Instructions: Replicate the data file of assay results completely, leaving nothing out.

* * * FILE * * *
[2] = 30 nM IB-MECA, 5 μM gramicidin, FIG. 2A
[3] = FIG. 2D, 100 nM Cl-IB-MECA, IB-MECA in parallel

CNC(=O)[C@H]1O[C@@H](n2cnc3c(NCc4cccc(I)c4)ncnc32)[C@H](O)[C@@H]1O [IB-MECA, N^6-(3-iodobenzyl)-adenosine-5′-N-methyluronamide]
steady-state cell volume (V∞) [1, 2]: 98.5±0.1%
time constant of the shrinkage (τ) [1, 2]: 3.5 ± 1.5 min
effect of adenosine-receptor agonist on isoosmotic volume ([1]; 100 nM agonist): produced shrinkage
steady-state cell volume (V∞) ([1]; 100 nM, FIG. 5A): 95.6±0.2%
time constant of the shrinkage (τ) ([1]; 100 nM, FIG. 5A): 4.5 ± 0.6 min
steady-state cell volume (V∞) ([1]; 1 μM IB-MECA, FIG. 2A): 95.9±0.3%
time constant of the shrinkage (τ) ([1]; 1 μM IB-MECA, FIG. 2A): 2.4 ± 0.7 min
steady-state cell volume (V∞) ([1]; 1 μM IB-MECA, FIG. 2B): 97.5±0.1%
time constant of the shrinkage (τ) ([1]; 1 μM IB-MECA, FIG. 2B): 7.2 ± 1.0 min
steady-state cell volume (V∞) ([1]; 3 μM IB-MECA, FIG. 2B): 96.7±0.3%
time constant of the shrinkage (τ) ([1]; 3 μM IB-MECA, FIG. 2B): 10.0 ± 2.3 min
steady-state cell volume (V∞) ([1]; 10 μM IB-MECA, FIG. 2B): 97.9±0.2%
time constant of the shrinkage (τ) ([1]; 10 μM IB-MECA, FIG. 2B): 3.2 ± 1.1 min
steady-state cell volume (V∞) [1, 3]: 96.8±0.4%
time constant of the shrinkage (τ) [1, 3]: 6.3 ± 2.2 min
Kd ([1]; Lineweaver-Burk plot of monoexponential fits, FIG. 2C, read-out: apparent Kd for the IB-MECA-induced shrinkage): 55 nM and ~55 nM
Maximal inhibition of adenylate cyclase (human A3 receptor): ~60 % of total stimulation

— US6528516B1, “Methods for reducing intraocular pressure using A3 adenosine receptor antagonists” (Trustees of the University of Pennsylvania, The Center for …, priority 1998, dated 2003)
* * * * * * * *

[2] = 30 nM IB-MECA, 5 μM gramicidin, FIG. 2A
[3] = FIG. 2D, 100 nM Cl-IB-MECA, IB-MECA in parallel

CNC(=O)[C@H]1O[C@@H](n2cnc3c(NCc4cccc(I)c4)ncnc32)[C@H](O)[C@@H]1O [IB-MECA, N^6-(3-iodobenzyl)-adenosine-5′-N-methyluronamide]
steady-state cell volume (V∞) [1, 2]: 98.5±0.1%
time constant of the shrinkage (τ) [1, 2]: 3.5 ± 1.5 min
effect of adenosine-receptor agonist on isoosmotic volume ([1]; 100 nM agonist): produced shrinkage
steady-state cell volume (V∞) ([1]; 100 nM, FIG. 5A): 95.6±0.2%
time constant of the shrinkage (τ) ([1]; 100 nM, FIG. 5A): 4.5 ± 0.6 min
steady-state cell volume (V∞) ([1]; 1 μM IB-MECA, FIG. 2A): 95.9±0.3%
time constant of the shrinkage (τ) ([1]; 1 μM IB-MECA, FIG. 2A): 2.4 ± 0.7 min
steady-state cell volume (V∞) ([1]; 1 μM IB-MECA, FIG. 2B): 97.5±0.1%
time constant of the shrinkage (τ) ([1]; 1 μM IB-MECA, FIG. 2B): 7.2 ± 1.0 min
steady-state cell volume (V∞) ([1]; 3 μM IB-MECA, FIG. 2B): 96.7±0.3%
time constant of the shrinkage (τ) ([1]; 3 μM IB-MECA, FIG. 2B): 10.0 ± 2.3 min
steady-state cell volume (V∞) ([1]; 10 μM IB-MECA, FIG. 2B): 97.9±0.2%
time constant of the shrinkage (τ) ([1]; 10 μM IB-MECA, FIG. 2B): 3.2 ± 1.1 min
steady-state cell volume (V∞) [1, 3]: 96.8±0.4%
time constant of the shrinkage (τ) [1, 3]: 6.3 ± 2.2 min
Kd ([1]; Lineweaver-Burk plot of monoexponential fits, FIG. 2C, read-out: apparent Kd for the IB-MECA-induced shrinkage): 55 nM and ~55 nM
Maximal inhibition of adenylate cyclase (human A3 receptor): ~60 % of total stimulation

— US6528516B1, “Methods for reducing intraocular pressure using A3 adenosine receptor antagonists” (Trustees of the University of Pennsylvania, The Center for …, priority 1998, dated 2003)